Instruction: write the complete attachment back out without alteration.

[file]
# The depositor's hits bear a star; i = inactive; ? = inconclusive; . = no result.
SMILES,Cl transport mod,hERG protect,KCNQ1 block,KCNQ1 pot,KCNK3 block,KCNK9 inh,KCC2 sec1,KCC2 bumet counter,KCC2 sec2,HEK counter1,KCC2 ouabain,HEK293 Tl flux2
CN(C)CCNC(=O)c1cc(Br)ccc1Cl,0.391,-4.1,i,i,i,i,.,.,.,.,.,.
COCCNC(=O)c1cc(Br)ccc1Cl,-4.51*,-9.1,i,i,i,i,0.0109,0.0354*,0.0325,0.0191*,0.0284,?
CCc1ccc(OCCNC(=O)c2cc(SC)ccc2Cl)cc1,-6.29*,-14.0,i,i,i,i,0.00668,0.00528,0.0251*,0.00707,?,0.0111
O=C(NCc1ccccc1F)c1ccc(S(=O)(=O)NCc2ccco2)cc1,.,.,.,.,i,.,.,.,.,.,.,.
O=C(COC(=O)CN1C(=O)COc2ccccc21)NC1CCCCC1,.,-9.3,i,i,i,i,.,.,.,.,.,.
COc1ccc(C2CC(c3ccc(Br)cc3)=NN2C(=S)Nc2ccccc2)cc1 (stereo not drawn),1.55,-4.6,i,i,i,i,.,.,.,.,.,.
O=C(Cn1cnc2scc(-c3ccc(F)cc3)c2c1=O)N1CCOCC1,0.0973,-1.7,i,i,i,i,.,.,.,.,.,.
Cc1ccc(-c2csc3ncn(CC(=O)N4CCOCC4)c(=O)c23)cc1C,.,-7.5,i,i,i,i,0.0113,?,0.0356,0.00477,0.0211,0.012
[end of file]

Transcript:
# The depositor's hits bear a star; i = inactive; ? = inconclusive; . = no result.
SMILES,Cl transport mod,hERG protect,KCNQ1 block,KCNQ1 pot,KCNK3 block,KCNK9 inh,KCC2 sec1,KCC2 bumet counter,KCC2 sec2,HEK counter1,KCC2 ouabain,HEK293 Tl flux2
CN(C)CCNC(=O)c1cc(Br)ccc1Cl,0.391,-4.1,i,i,i,i,.,.,.,.,.,.
COCCNC(=O)c1cc(Br)ccc1Cl,-4.51*,-9.1,i,i,i,i,0.0109,0.0354*,0.0325,0.0191*,0.0284,?
CCc1ccc(OCCNC(=O)c2cc(SC)ccc2Cl)cc1,-6.29*,-14.0,i,i,i,i,0.00668,0.00528,0.0251*,0.00707,?,0.0111
O=C(NCc1ccccc1F)c1ccc(S(=O)(=O)NCc2ccco2)cc1,.,.,.,.,i,.,.,.,.,.,.,.
O=C(COC(=O)CN1C(=O)COc2ccccc21)NC1CCCCC1,.,-9.3,i,i,i,i,.,.,.,.,.,.
COc1ccc(C2CC(c3ccc(Br)cc3)=NN2C(=S)Nc2ccccc2)cc1 (stereo not drawn),1.55,-4.6,i,i,i,i,.,.,.,.,.,.
O=C(Cn1cnc2scc(-c3ccc(F)cc3)c2c1=O)N1CCOCC1,0.0973,-1.7,i,i,i,i,.,.,.,.,.,.
Cc1ccc(-c2csc3ncn(CC(=O)N4CCOCC4)c(=O)c23)cc1C,.,-7.5,i,i,i,i,0.0113,?,0.0356,0.00477,0.0211,0.012